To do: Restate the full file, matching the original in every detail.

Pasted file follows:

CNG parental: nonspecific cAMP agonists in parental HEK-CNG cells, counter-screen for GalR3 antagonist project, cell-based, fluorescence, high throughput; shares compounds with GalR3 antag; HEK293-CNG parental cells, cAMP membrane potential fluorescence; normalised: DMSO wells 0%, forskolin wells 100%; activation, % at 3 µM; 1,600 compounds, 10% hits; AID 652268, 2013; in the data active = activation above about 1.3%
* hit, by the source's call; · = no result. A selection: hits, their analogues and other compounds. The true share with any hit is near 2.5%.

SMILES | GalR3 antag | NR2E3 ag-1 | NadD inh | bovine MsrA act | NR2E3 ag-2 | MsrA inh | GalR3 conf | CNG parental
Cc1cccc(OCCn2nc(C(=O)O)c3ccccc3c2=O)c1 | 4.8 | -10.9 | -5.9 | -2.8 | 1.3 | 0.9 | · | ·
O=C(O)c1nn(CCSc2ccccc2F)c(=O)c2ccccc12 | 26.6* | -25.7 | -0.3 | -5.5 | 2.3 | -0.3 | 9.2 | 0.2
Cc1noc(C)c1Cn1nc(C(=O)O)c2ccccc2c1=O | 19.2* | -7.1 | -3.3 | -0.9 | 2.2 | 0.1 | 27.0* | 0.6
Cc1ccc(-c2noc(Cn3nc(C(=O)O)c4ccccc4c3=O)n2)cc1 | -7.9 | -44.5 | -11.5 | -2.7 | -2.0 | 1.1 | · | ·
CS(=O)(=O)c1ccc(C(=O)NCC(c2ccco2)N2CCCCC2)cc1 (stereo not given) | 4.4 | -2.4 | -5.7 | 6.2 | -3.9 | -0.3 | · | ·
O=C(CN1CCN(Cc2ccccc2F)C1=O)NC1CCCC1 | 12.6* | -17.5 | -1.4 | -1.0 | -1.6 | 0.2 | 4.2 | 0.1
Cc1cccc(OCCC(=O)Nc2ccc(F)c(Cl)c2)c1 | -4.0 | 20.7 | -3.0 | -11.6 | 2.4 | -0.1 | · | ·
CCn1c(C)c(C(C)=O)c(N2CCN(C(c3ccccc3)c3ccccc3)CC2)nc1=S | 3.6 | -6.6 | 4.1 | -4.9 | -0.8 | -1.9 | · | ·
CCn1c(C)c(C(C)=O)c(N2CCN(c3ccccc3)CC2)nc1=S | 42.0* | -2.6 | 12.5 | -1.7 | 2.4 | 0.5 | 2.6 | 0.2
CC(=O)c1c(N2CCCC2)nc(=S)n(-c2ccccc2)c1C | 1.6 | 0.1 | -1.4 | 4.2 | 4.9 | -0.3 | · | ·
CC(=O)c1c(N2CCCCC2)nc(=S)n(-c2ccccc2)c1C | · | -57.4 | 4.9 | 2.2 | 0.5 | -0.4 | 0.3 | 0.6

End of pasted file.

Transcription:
CNG parental: nonspecific cAMP agonists in parental HEK-CNG cells, counter-screen for GalR3 antagonist project, cell-based, fluorescence, high throughput; shares compounds with GalR3 antag; HEK293-CNG parental cells, cAMP membrane potential fluorescence; normalised: DMSO wells 0%, forskolin wells 100%; activation, % at 3 µM; 1,600 compounds, 10% hits; AID 652268, 2013; in the data active = activation above about 1.3%
* hit, by the source's call; · = no result. A selection: hits, their analogues and other compounds. The true share with any hit is near 2.5%.

SMILES | GalR3 antag | NR2E3 ag-1 | NadD inh | bovine MsrA act | NR2E3 ag-2 | MsrA inh | GalR3 conf | CNG parental
Cc1cccc(OCCn2nc(C(=O)O)c3ccccc3c2=O)c1 | 4.8 | -10.9 | -5.9 | -2.8 | 1.3 | 0.9 | · | ·
O=C(O)c1nn(CCSc2ccccc2F)c(=O)c2ccccc12 | 26.6* | -25.7 | -0.3 | -5.5 | 2.3 | -0.3 | 9.2 | 0.2
Cc1noc(C)c1Cn1nc(C(=O)O)c2ccccc2c1=O | 19.2* | -7.1 | -3.3 | -0.9 | 2.2 | 0.1 | 27.0* | 0.6
Cc1ccc(-c2noc(Cn3nc(C(=O)O)c4ccccc4c3=O)n2)cc1 | -7.9 | -44.5 | -11.5 | -2.7 | -2.0 | 1.1 | · | ·
CS(=O)(=O)c1ccc(C(=O)NCC(c2ccco2)N2CCCCC2)cc1 (stereo not given) | 4.4 | -2.4 | -5.7 | 6.2 | -3.9 | -0.3 | · | ·
O=C(CN1CCN(Cc2ccccc2F)C1=O)NC1CCCC1 | 12.6* | -17.5 | -1.4 | -1.0 | -1.6 | 0.2 | 4.2 | 0.1
Cc1cccc(OCCC(=O)Nc2ccc(F)c(Cl)c2)c1 | -4.0 | 20.7 | -3.0 | -11.6 | 2.4 | -0.1 | · | ·
CCn1c(C)c(C(C)=O)c(N2CCN(C(c3ccccc3)c3ccccc3)CC2)nc1=S | 3.6 | -6.6 | 4.1 | -4.9 | -0.8 | -1.9 | · | ·
CCn1c(C)c(C(C)=O)c(N2CCN(c3ccccc3)CC2)nc1=S | 42.0* | -2.6 | 12.5 | -1.7 | 2.4 | 0.5 | 2.6 | 0.2
CC(=O)c1c(N2CCCC2)nc(=S)n(-c2ccccc2)c1C | 1.6 | 0.1 | -1.4 | 4.2 | 4.9 | -0.3 | · | ·
CC(=O)c1c(N2CCCCC2)nc(=S)n(-c2ccccc2)c1C | · | -57.4 | 4.9 | 2.2 | 0.5 | -0.4 | 0.3 | 0.6